2

Background: Learning piano on my own using a method book (alfred's adult series) (88 hours of practice so far), since a month ago. Don't have access to a piano teacher for the moment but will definitely get one as soon as possible.

I'm currently going through a scales book ( Scales, Chords, Arpeggios and Cadences: Complete Book ) and for each key we have:

  • Parallel motion in octaves.
  • Contrary motion starting on the same note.
  • Parallel motion in thirds or tenths.
  • Parallel motion in sixths.
  • Triads
  • Cadences (3 positions)
  • Arpeggios (2 inversions + root )
  • Dominant Seventh Arpeggios (3 inversions + root)

For each key, I'm currently only concentrating on: scales (parallel and contrary motion), cadences and the first Arpeggios (not the dominant 7th one)).

Question: Does it make sense (from a more traditional piano learning point of view) at this stage to also include the 3rds and 6ths or would it be better to come back them later?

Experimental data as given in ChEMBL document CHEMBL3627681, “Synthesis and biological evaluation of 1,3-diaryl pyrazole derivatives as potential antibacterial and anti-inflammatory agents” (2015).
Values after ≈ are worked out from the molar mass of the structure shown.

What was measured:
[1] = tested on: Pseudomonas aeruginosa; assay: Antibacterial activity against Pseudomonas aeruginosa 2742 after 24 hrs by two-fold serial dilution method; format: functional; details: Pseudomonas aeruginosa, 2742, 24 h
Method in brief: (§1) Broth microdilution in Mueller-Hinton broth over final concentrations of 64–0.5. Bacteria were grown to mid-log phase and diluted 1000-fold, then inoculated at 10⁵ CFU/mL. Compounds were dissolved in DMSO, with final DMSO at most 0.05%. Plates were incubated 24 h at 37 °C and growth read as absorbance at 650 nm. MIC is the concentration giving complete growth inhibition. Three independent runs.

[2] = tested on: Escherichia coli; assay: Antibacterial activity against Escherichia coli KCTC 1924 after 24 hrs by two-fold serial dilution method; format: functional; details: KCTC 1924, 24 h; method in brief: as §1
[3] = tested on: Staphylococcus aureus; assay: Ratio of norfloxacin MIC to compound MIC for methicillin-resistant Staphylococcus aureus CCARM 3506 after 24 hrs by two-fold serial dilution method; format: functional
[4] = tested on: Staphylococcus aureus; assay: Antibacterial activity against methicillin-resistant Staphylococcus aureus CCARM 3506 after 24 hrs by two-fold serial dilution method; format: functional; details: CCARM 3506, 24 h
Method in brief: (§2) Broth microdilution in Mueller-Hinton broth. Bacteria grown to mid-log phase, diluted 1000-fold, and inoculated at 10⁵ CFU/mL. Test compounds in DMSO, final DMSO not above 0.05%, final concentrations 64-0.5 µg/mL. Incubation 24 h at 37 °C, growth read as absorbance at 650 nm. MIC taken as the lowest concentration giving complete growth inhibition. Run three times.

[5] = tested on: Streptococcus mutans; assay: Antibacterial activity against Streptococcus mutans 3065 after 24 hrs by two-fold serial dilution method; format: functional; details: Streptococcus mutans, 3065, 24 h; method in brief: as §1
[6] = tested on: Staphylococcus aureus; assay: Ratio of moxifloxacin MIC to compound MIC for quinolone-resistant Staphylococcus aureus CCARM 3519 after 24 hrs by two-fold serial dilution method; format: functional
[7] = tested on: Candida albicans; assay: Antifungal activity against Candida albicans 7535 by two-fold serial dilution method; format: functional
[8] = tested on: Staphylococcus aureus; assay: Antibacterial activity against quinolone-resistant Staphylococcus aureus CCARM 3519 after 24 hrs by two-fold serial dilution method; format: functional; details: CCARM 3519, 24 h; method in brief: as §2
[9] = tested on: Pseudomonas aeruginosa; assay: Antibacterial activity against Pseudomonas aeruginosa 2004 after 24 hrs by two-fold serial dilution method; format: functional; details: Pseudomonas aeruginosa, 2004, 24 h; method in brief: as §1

3

From memory, and it's been decades, scales in thirds didn't come in until grade VI, which is normally taken after some five years of playing. And contrary motion scales started with C,and then E, as they are pretty well symmetrical. So, there's enough other stuff to be going on with, I'd have thought, for now! Suggest you look at piano grade requirements, ABRSM, Trinity, etc.,as they obviously put stuff in at what they feel is an appropriate level.

  • By going through several of the ABRSM syllabuses I now realise that I was focusing on too much stuff at once. I'm certainly reducing the scope a bit now. Thanks for the recommendation. – fmendez Jan 23 '17 at 18:25

Your Answer

By clicking “Post Your Answer”, you agree to our terms of service, privacy policy and cookie policy

Not the answer you're looking for? Browse other questions tagged or ask your own question.